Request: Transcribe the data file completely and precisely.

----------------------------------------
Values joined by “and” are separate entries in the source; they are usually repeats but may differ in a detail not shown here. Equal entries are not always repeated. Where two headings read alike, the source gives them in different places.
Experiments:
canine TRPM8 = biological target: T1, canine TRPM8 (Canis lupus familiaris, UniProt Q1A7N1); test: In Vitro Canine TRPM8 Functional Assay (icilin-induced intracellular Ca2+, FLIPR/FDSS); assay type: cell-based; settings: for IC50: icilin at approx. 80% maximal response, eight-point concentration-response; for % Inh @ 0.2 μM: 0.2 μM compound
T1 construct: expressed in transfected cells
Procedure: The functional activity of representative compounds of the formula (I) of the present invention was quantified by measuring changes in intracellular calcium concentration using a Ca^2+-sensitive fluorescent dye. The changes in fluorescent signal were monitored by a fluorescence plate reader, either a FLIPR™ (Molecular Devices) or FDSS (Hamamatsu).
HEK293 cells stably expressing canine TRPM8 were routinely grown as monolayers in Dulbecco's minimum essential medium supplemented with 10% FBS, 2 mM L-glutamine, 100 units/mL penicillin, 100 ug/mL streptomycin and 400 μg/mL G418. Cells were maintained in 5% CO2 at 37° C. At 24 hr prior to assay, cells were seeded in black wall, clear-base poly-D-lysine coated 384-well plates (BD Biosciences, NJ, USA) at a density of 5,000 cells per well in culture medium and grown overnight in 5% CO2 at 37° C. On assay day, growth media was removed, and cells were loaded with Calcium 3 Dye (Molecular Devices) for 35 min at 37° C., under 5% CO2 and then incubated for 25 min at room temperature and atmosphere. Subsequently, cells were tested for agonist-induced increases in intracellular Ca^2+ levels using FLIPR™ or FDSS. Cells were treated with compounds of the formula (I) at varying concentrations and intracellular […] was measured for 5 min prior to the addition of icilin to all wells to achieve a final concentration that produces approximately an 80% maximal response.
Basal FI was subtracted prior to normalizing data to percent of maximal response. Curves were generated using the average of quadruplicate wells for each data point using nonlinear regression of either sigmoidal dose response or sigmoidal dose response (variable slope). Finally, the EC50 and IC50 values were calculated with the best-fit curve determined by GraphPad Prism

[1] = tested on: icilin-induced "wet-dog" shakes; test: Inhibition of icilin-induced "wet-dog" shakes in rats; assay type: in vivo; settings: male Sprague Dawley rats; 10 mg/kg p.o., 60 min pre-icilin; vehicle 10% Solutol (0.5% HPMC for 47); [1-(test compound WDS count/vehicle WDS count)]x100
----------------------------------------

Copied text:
Values joined by “and” are separate entries in the source; they are usually repeats but may differ in a detail not shown here. Equal entries are not always repeated. Where two headings read alike, the source gives them in different places.
Experiments:
canine TRPM8 = biological target: T1, canine TRPM8 (Canis lupus familiaris, UniProt Q1A7N1); test: In Vitro Canine TRPM8 Functional Assay (icilin-induced intracellular Ca2+, FLIPR/FDSS); assay type: cell-based; settings: for IC50: icilin at approx. 80% maximal response, eight-point concentration-response; for % Inh @ 0.2 μM: 0.2 μM compound
T1 construct: expressed in transfected cells
Procedure: The functional activity of representative compounds of the formula (I) of the present invention was quantified by measuring changes in intracellular calcium concentration using a Ca^2+-sensitive fluorescent dye. The changes in fluorescent signal were monitored by a fluorescence plate reader, either a FLIPR™ (Molecular Devices) or FDSS (Hamamatsu).
HEK293 cells stably expressing canine TRPM8 were routinely grown as monolayers in Dulbecco's minimum essential medium supplemented with 10% FBS, 2 mM L-glutamine, 100 units/mL penicillin, 100 ug/mL streptomycin and 400 μg/mL G418. Cells were maintained in 5% CO2 at 37° C. At 24 hr prior to assay, cells were seeded in black wall, clear-base poly-D-lysine coated 384-well plates (BD Biosciences, NJ, USA) at a density of 5,000 cells per well in culture medium and grown overnight in 5% CO2 at 37° C. On assay day, growth media was removed, and cells were loaded with Calcium 3 Dye (Molecular Devices) for 35 min at 37° C., under 5% CO2 and then incubated for 25 min at room temperature and atmosphere. Subsequently, cells were tested for agonist-induced increases in intracellular Ca^2+ levels using FLIPR™ or FDSS. Cells were treated with compounds of the formula (I) at varying concentrations and intracellular […] was measured for 5 min prior to the addition of icilin to all wells to achieve a final concentration that produces approximately an 80% maximal response.
Basal FI was subtracted prior to normalizing data to percent of maximal response. Curves were generated using the average of quadruplicate wells for each data point using nonlinear regression of either sigmoidal dose response or sigmoidal dose response (variable slope). Finally, the EC50 and IC50 values were calculated with the best-fit curve determined by GraphPad Prism

[1] = tested on: icilin-induced "wet-dog" shakes; test: Inhibition of icilin-induced "wet-dog" shakes in rats; assay type: in vivo; settings: male Sprague Dawley rats; 10 mg/kg p.o., 60 min pre-icilin; vehicle 10% Solutol (0.5% HPMC for 47); [1-(test compound WDS count/vehicle WDS count)]x100